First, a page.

By the way, we use these types of Miso soup bowls (Owan in Japanese) for serving miso soup. Maybe it's just me, but the miso soup tastes better when eaten in this bowl!
- Always add miso paste after turning off the heat. If you boil the miso, you will lose the excellent flavor.
- When adding the miso to your soup, stir gently (try not to break the tofu).
- It's easy to add miso paste with a whisk (see below).
Helpful tips for Tofu
- There are many types of tofu, such as silken tofu (soft tofu), firm tofu, and extra-firm tofu, and you can use them all for miso soup ingredients.
- You might wonder if you have to press tofu to remove the excess water. You have to drain the water in the package, but you don't need to press it!
- Take it out from the package, place it on your palm (if you can), cut it into cubes, and put them into a saucepan.
Miso measuring whisk
This Miso measuring whisk is a MUST tool for making miso soup.
You can easily measure and scoop miso paste. All you need to do is to put this whisk into the miso container and turn it around! Plus, you can put the whisk into the soup directly to dissolve the miso.
I love it so much! I highly recommend having this simple tool if you make miso soup often!
Fresh miso soup is the best, but if you have leftovers, let it cool and keep it in the fridge.
Transfer the soup to a glass jar and store it in the fridge. It will be good for 2 to 3 days.
I don't recommend putting it in the freezer because freezing and thawing change the texture of the tofu.
Vegan Miso Soup Variations
These are some of my favorite miso soup recipes! If the recipe uses regular fish dashi, substitute it with vegan dashi.
Mushroom miso soup
Ingredients: Miso paste, vegan dashi, eringi, shimeji, and maitake mushrooms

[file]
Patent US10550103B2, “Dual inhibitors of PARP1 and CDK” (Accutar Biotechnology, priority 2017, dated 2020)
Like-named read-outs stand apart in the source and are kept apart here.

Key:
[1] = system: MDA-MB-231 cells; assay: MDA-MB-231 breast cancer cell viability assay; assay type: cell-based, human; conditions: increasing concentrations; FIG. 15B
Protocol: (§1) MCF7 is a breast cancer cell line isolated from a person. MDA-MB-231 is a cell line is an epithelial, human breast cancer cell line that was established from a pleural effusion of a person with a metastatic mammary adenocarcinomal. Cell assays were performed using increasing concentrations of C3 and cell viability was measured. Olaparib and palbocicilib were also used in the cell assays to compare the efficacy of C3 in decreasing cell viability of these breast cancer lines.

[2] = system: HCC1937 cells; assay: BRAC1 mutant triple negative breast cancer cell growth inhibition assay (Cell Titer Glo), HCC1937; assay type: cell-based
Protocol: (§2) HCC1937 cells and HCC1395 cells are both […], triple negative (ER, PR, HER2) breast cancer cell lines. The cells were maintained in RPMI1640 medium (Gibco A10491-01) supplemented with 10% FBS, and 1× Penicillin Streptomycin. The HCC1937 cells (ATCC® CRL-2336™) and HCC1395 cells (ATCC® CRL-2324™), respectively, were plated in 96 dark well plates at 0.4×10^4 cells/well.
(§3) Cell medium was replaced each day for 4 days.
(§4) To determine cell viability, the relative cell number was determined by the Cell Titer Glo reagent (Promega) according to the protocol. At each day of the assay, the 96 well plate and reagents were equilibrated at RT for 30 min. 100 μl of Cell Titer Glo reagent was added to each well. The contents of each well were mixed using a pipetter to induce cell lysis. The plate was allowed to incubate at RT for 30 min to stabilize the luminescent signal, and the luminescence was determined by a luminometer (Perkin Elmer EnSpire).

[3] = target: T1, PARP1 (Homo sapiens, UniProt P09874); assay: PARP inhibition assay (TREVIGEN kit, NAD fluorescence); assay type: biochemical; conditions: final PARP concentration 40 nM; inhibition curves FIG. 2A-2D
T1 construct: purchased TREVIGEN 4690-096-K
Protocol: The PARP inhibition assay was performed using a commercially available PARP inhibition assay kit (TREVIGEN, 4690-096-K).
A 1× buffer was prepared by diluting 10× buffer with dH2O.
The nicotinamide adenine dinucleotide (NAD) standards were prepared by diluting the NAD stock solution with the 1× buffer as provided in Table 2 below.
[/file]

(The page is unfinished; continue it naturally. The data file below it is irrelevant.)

Kabocha miso soup
Ingredients: Miso paste, vegan dashi, kabocha squash, komatsuna, and tofu
Natto miso soup
Ingredients: Miso paste, vegan dashi, natto, shimeji mushrooms, and scallion
What to serve with
You can serve your soup with Japanese rice and other traditional dishes to give it a more authentic feel. Here are some Japanese vegan recipes you might want to try:
- Vegan miso soup
- Umeboshi onigiri (rice balls)
- Fried daikon
- Vegan vegetable gyoza (dumplings)
- Okara salad
Thanks For Stopping By
How did you like the recipe? Enjoy crafting the best flavor you love with a wide range of ingredients!
Thank you for taking the time to read my blog♡ If you've tried this recipe(or any other recipe on the blog), please give it a star rating below!
Also, feel free to leave comments if you have any questions. I love hearing from you!
Chef JA Cooks is a Japanese food blog that shares simple and healthy Japanese home cooking recipes, including vegan and vegetarian. From traditional Japanese recipes to modern recipes with step-by-step instructions.
More Recipes You Might Like
- Tofu Miso Soup
- Mushroom Miso Soup
- Natto Miso Soup
- Kabocha Miso Soup
- Daikon Miso Soup (Niboshi Dashi)
- Summer Vegetable Miso Soup
- Japanese Napa Cabbage Soup
Miso soup is made from three basic components: Miso paste, dashi (soup stock), and Ingredients of your choice. The most common ingredients are tofu, scallions, and wakame seaweed.
No. Traditional miso soup is not vegan-friendly as dashi broth is made of fish, but you can make it vegan easily with plant-based dashi.
It's made of dried shiitake mushrooms and kombu seaweed.
Miso soup is a daily staple in Japan. It depends on the family, but I make it almost every day, and we eat it a couple of times a day.
10-Minute Vegan Miso SoupPrint Pin Rate
- 1 c Ingredients of choice, see *1
- 2 tablespoon Miso paste, 36g, 1.3oz
Homemade Vegan Dashi
- 3 c Shiitake kombu dashi, 720ml
- Preparation: Cut your ingredients of choice
- Bring to a boil: Put ingredients of choice, dashi powder, and water or homemade vegan dashi in a saucepan, and bring to a boil on medium heat.
- Simmer: Lower the heat and simmer for a couple of minutes or until tender.
- Add miso paste: Turn off the heat, add miso (use a miso measuring whisk if you have it), and stir gently until it dissolves.
- *1: See the "Ingredients of choice" section to find out what to choose. Popular ingredients are tofu, scallions, wakame seaweed, daikon radish, and many more.
- Storage: 3 days in the fridge.
- If the taste of the soup is light to you, feel free to add more miso paste.
- Always add miso paste after turning off the heat. If you boil the miso paste, you will lose the aroma.